Cijntje, who grew up in Curacao before moving to Miami as a teenager, is a draft-eligible sophomore due to his having turned 21 last month. It was just two years ago that he was being evaluated as a high school prospect. In fact, he made an appearance on the mound at the 2022 Draft Combine in San Diego. Cijntje then chose not to sign with Milwaukee after the Brewers selected him in the 18th round, leaving teams eager to see how he would develop in Starkville and whether he would continue to pitch with both hands.

While the switch-pitching has continued to some degree, the reason Cijntje is now considered a likely first-round pick is the huge leap his stuff took from the right side this spring, with a heater that now touches 98 mph and a hard slider that creeps into the low 90s. A dearth of attractive options in the second tier of college pitchers has helped Cijntje’s strong season with the Bulldogs catapult him into Day 1 discussions. As for his presence at the Draft Combine, I’m curious to find out if teams are still considering Cijntje as a switch-pitcher and how passionate he is about continuing to pitch from both sides in pro ball.

At last year’s Draft Combine, two high school outfielders — Brandon Winokur from California and George Wolkow from Illinois — stood out during their batting practice sessions, with each registering exceptionally high exit velocities while launching homers well beyond the fences at Chase Field. While they were relatively well-known from their spring seasons, their combine showings unquestionably helped elevate their standing relative to their peers, with both exhibiting a level of strength that could be considered more pro-ready than that of other high school prospects who might need a few years to develop that kind of power. Come the draft, Winokur garnered a $1.5 million bonus from Minnesota in the third round, and Wolkow signed with his hometown White Sox for $1 million in Round 7.

If you’re looking for a prep bat who could make similar noise during BP this year in Phoenix, keep an eye on Kale Fountain, a massive third baseman from Nebraska whose raw power is about as good as it gets in this year’s high school class. Fountain’s thunderous, right-handed juice was on full display earlier this year at the annual Super 60 showcase in Illinois, where he registered the highest average and maximum exit velocity among position players in attendance.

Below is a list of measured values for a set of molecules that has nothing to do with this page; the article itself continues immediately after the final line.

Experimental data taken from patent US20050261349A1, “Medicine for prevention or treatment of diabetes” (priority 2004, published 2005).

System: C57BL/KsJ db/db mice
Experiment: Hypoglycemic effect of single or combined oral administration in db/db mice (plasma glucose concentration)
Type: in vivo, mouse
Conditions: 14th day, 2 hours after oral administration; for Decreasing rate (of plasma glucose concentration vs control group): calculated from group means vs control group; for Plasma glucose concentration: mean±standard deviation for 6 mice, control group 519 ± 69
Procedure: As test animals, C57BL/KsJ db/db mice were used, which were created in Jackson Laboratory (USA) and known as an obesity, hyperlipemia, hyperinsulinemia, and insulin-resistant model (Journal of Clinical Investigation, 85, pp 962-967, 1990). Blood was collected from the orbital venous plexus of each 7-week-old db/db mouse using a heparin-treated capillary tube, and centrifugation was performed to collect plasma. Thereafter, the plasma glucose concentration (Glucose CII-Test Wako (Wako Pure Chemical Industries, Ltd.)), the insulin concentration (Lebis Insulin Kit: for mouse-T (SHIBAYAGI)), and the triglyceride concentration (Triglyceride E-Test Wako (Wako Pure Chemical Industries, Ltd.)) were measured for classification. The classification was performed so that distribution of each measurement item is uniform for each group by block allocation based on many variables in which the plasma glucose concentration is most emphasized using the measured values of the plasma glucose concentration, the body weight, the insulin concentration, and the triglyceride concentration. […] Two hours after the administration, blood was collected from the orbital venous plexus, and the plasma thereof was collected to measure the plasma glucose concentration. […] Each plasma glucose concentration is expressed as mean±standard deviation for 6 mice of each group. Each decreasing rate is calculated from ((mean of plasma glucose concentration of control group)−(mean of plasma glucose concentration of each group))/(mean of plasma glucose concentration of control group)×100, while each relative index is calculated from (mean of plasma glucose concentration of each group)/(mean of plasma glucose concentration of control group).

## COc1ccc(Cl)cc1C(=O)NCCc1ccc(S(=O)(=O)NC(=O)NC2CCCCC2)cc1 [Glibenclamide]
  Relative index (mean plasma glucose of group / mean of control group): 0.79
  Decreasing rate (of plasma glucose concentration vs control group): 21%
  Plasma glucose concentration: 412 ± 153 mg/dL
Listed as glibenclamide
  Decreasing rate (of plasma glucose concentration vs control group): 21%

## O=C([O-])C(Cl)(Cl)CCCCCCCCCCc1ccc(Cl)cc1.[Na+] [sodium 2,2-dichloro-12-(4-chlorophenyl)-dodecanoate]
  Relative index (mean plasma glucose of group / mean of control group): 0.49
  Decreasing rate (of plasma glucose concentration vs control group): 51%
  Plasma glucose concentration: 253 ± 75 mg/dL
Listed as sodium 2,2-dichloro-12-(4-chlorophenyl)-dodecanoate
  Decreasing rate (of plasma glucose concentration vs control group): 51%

The Draft Combine will be a much larger stage for Fountain to perform on, and it’s an opportunity for him to raise his profile. Doubts about his ability to make enough contact to consistently get to his pure power, as well the likelihood of him sticking at third base long-term, have him currently slated as a third- or fourth-round prospect, rather than a slam-dunk Day 1 pick. But it’s not difficult to imagine a team believing in the overall package enough to sign Fountain away from his commitment to LSU. Otherwise, he could head to Baton Rouge, where he’d be primed to be one of the more intriguing freshmen in the country in 2025.

I’m going a bit off the board with this last name, as Elliott didn’t throw a pitch this college season and thus caught my eye when I saw he was included on the list of Draft Combine participants. One of the top high school arms in the state of Mississippi for the 2021 MLB Draft, Elliott opted to uphold his commitment to Ole Miss, a decision that paid off in epic fashion. Not only did he become one of the most effective starting pitchers in the SEC as a freshman, but he also did it on a team that went on to win the national championship, with Elliott pitching into the seventh inning of the clinching game in Omaha. With sharp command of a low-90s heater paired with an excellent changeup, Elliott appeared destined for stardom, and he spent the following summer pitching for Team USA alongside some of the top amateur prospects in the country, including Paul Skenes, Dylan Crews and Wyatt Langford.

Then, as pitchers tend to do, he got hurt. Elliott made just two appearances for Ole Miss as a sophomore before ultimately getting Tommy John surgery in May 2023, which also wiped out the entirety of his junior season in 2024. Despite his having barely pitched since 2022, Elliott’s age (21) inherently indicates him as draft-eligible this summer, and the fact that he is attending the Draft Combine suggests his intention to start his pro career rather than return to Oxford and reassert his prospect status with another spring season against SEC competition. That’s perhaps bad news for the Rebels, but it’s an exciting proposition for MLB fans, who could see a healthy version of Elliott reemerge in pro ball in the not-so-distant future. While it seems awfully unlikely that we’ll see Elliott participate in bullpen sessions this week, his medical reviews and interviews with teams could go a long way toward putting his once high-profile name back on the map.